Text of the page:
There are families in our church who are trying to adopt. Can people who give money to specific families through our adoption funding ministry still receive a tax deduction on the money given?
Adoption funding is one of the biggest restricted giving issues. There’s a natural desire to help families who are adopting. That’s wonderful. But there’s a difference between giving a gift to a church or a charity to provide the adoption funds, and giving the money specifically for one family. When it’s given specifically for one family, this translates the gift into a personal gift, not a charitable gift.
This is happening in the crowdfunding arena as well. People are very well intended, and their hearts are obviously in the right place. But they’re raising money, adoption-by-adoption, family-by-family, instead of raising money for adoption in general and letting the organization decide who should receive the adoption funding. It’s kind of a combination of the high interest in helping people adopt children and some of the new funding techniques, as in crowdfunding, that are beginning to come together. So, churches are going to have to work to make certain everything is done legally and ethically and in good order.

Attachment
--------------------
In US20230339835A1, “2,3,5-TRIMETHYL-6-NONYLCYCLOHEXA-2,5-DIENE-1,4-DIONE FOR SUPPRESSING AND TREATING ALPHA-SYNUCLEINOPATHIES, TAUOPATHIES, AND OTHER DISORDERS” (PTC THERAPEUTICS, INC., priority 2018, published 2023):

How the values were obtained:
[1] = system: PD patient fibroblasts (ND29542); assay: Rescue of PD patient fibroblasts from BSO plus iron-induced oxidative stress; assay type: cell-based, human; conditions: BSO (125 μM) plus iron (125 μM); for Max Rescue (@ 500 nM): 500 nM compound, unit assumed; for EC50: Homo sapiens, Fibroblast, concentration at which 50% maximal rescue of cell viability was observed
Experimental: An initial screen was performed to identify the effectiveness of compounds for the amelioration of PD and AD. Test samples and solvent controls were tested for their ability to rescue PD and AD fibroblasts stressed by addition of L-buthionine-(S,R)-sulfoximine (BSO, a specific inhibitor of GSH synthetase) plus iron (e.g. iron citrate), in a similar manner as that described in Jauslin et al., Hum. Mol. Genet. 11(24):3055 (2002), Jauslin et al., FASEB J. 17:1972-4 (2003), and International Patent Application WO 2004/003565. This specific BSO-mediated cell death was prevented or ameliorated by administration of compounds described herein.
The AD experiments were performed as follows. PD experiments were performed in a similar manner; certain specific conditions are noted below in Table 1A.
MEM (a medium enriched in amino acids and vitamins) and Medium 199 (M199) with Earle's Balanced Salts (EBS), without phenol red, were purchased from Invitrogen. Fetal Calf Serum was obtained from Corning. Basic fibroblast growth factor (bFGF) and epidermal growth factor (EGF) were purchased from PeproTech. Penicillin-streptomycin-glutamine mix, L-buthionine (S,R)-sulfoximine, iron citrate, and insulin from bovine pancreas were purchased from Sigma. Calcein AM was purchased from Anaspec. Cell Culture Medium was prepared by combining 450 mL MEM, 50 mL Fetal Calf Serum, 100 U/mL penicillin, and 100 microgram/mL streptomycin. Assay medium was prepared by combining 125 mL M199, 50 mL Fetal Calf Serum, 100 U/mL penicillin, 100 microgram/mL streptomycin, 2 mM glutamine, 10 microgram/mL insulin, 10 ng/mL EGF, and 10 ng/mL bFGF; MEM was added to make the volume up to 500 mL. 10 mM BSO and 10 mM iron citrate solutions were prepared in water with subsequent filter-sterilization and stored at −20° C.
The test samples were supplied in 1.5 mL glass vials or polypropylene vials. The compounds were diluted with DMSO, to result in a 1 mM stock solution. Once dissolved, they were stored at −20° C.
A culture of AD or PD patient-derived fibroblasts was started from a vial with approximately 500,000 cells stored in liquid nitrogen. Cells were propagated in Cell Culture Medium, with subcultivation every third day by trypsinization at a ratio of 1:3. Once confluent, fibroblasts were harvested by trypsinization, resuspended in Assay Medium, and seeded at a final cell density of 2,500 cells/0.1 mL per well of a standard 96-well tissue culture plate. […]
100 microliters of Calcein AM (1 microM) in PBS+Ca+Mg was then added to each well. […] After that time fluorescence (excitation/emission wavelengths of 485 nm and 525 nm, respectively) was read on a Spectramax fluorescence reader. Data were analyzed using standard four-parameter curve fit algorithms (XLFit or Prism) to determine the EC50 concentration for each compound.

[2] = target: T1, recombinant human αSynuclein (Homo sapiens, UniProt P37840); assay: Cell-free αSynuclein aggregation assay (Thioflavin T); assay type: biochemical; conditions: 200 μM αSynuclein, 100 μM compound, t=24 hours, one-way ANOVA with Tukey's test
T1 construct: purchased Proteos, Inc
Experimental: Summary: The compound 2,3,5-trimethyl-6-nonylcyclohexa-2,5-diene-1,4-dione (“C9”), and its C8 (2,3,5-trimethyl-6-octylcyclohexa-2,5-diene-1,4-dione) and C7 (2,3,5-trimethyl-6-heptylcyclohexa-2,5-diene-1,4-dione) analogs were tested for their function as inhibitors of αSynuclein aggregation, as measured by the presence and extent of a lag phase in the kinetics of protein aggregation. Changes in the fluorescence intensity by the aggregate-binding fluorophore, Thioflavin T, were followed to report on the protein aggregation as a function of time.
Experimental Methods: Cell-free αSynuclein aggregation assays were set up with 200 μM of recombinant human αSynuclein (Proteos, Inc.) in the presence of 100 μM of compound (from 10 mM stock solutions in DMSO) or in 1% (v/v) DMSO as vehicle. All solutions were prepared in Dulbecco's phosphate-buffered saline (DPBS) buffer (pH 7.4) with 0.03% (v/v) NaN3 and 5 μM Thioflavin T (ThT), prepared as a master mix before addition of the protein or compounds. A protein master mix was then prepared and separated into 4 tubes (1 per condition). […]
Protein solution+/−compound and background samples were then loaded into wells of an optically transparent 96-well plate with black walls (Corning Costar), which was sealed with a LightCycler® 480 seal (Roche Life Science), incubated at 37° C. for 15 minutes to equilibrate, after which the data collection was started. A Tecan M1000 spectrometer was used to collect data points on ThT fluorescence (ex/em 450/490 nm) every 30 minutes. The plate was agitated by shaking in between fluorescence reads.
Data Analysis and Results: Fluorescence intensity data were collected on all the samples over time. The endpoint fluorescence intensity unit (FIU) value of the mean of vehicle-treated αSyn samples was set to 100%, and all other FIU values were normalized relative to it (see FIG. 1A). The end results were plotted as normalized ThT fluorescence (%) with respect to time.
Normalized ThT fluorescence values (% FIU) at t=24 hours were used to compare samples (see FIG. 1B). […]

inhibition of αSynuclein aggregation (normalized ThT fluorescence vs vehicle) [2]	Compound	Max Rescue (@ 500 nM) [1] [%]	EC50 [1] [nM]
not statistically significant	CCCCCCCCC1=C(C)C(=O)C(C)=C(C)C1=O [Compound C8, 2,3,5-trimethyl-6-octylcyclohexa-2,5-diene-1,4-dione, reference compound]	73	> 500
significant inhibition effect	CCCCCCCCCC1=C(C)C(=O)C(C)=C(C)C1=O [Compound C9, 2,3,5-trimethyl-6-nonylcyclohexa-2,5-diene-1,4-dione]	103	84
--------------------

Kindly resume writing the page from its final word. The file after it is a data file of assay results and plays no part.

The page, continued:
All fundraising, to be considered fundraising, needs to be given for projects. When you start naming individuals, that is going to raise a concern about benevolence, adoption, or other issues. If you make a gift that is specified for one person for adoption or is specified for a person for a mission trip, those are generally going to be viewed as personal expenses. But if you only suggest the missionary or preference—so it’s a gift to the church but your preference would be that it would go for “Bill” for his church mission trip or an adoption, then that’s generally acceptable. But when the gift is restricted to a specific individual or family, it’s like me giving you a personal gift. It’s not taxable to you, but it’s not deductible to me.